Shakes human incense on the throbbing air
    Where bonfires blaze and quivering bodies char.
    Whose is the hair that crisped, and fiercely glowed?
    I know it; and my entrails melt like tar
    And I set forth upon the southern road.

    O fertile hillsides where my fathers are,
    And whence my griefs like troubled streams have flowed,
    Love you I must, though they may sweep me far.
    And I set forth upon the southern road.                            1943

    Dorothy Parker - Courtesy wikipedia common domain

    BALLADE OF A GREAT WEARINESS- by Dorothy Parker

    There’s little to have but the things I had,
    There’s little to bear but the things I bore.
    There’s nothing to carry and naught to add,
    And glory to Heaven, I paid the score.
    There’s little to do but I did before,
    There’s little to learn but the things I know;
    And this is the sum of a lasting lore:
    Scratch a lover, and find a foe.

    And couldn’t it be I was young and mad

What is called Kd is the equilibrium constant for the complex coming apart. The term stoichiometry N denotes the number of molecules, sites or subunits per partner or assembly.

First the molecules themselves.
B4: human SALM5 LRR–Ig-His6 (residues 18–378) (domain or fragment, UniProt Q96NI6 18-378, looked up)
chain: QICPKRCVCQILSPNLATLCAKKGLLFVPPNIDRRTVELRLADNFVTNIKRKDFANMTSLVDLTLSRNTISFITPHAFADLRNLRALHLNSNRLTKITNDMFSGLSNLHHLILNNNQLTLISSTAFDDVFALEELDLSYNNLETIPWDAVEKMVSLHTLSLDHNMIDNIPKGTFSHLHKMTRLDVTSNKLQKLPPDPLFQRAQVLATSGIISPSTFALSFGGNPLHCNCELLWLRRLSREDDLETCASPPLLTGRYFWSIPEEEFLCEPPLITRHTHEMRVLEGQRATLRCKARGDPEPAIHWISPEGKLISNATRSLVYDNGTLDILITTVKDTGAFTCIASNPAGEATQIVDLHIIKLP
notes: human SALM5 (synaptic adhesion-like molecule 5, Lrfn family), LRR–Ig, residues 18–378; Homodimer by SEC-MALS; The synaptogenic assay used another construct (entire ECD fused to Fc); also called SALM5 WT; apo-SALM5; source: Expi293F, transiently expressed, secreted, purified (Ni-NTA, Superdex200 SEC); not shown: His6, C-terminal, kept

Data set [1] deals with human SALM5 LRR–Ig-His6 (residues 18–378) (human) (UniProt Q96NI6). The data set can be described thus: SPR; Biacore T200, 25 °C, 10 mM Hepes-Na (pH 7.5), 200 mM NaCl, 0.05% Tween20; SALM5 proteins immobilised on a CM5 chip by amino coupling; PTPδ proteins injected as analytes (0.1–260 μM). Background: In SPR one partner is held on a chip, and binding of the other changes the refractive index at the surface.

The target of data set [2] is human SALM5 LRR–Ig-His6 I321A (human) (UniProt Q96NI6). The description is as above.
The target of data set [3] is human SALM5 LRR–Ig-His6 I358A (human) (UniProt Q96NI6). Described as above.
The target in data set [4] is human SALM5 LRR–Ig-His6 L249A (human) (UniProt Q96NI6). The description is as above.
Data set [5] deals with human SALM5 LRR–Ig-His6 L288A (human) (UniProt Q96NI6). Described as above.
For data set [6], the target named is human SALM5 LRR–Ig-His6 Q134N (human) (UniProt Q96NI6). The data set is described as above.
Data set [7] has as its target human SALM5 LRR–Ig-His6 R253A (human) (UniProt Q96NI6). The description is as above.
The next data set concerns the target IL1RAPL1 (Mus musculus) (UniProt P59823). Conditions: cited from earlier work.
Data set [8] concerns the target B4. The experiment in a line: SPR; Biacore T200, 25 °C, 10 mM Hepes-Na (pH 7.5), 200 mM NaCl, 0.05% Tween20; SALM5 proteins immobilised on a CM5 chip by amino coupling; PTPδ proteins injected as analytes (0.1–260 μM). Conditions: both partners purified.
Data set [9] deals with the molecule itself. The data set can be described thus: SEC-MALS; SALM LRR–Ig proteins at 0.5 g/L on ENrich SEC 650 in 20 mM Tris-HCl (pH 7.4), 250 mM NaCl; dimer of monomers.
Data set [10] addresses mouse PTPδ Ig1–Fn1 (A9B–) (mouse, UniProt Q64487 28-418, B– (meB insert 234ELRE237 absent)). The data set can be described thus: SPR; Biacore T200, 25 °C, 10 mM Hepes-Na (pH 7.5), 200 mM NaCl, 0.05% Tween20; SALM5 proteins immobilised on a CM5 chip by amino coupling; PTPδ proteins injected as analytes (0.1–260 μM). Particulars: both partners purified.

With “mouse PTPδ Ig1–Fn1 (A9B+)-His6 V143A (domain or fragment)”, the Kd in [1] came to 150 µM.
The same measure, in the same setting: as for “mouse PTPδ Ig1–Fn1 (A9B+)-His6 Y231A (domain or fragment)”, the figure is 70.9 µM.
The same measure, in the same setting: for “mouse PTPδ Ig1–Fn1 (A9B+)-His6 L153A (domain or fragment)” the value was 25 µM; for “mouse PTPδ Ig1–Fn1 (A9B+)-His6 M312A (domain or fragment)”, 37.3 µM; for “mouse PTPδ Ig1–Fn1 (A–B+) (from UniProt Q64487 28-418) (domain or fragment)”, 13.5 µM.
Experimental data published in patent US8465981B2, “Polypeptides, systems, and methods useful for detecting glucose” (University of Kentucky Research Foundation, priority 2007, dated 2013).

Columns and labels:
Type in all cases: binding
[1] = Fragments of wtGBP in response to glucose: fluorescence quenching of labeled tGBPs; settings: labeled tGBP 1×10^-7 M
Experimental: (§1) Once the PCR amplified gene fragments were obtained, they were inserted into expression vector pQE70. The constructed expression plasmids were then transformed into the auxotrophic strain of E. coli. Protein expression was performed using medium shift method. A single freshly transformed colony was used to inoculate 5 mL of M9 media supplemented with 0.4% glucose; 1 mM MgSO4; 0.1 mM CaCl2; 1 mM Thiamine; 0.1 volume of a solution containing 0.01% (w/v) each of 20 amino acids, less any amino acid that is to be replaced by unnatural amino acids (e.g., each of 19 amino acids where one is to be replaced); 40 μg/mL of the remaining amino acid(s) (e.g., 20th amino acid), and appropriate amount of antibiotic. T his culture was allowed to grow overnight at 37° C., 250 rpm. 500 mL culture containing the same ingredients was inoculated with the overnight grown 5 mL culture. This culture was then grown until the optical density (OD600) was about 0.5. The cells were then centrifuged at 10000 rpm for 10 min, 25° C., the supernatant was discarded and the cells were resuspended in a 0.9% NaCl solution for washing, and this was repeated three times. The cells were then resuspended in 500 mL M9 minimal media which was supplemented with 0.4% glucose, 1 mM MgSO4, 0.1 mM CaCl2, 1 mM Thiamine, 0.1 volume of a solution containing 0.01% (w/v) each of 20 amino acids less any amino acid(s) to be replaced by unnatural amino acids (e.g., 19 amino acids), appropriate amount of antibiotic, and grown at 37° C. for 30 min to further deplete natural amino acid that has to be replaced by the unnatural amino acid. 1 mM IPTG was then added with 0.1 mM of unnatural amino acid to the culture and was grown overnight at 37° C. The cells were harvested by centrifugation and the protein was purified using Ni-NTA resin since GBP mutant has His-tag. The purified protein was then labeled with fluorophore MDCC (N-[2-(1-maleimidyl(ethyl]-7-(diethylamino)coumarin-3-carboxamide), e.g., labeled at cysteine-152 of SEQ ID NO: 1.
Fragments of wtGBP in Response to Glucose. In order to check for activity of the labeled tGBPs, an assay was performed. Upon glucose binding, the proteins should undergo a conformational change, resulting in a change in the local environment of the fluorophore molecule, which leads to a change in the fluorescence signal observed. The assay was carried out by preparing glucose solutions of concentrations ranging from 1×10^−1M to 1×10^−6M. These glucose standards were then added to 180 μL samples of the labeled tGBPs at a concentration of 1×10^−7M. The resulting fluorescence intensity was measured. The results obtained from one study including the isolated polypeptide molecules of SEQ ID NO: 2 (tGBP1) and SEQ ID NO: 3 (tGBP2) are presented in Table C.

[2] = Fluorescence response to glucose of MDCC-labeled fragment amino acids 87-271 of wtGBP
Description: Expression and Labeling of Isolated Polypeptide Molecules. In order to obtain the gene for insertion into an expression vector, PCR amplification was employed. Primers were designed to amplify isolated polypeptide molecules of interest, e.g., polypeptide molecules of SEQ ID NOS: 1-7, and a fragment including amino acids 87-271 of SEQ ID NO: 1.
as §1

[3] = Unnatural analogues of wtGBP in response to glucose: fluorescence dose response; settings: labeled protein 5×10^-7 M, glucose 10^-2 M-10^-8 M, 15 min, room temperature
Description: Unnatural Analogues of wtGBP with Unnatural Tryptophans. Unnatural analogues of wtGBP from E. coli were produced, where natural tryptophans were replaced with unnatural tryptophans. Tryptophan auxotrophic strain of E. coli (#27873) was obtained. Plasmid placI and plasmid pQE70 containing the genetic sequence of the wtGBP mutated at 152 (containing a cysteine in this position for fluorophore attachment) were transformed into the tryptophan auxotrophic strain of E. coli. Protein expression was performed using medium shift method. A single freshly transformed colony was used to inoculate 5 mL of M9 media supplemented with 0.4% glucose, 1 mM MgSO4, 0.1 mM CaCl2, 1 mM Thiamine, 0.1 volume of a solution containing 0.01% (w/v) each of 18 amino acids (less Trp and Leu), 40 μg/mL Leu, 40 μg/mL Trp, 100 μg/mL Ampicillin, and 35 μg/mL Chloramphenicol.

If ever my heart on my sleeve I wore?
    There’s many to claw at a heart unclad,
    And little the wonder it ripped and tore.
    There’s one that’ll join in their push and roar,
    With stories to jabber, and stones to throw;
    He’ll fetch you a lesson that costs you sore:
    Scratch a lover, and find a foe.

    So little I’ll offer to you, my lad;
    It’s little in loving I set my store.
    There’s many a maid would be flushed and glad,
    And better you’ll knock at a kindlier door.
    I’ll dig at my lettuce, and sweep my floor,
    Forever, forever I’m done with woe.
    And happen I’ll whistle about my chore,
    “Scratch a lover, and find a foe.”

    L’ENVOI

    Oh, beggar or prince, no more, no more!
    Be off and away with your strut and show.
    The sweeter the apple, the blacker the core:
    Scratch a lover, and find a foe!                       undated c. 1935

    So I hope you enjoy this form. As with all forms, it’s important to make them your own. They should primarily be your voice, full of your passions, and concerns. If you choose to write in form, let it be something that enhances the subject matter, focuses your thought, and yields something that pleases you.  Looking forward to your links.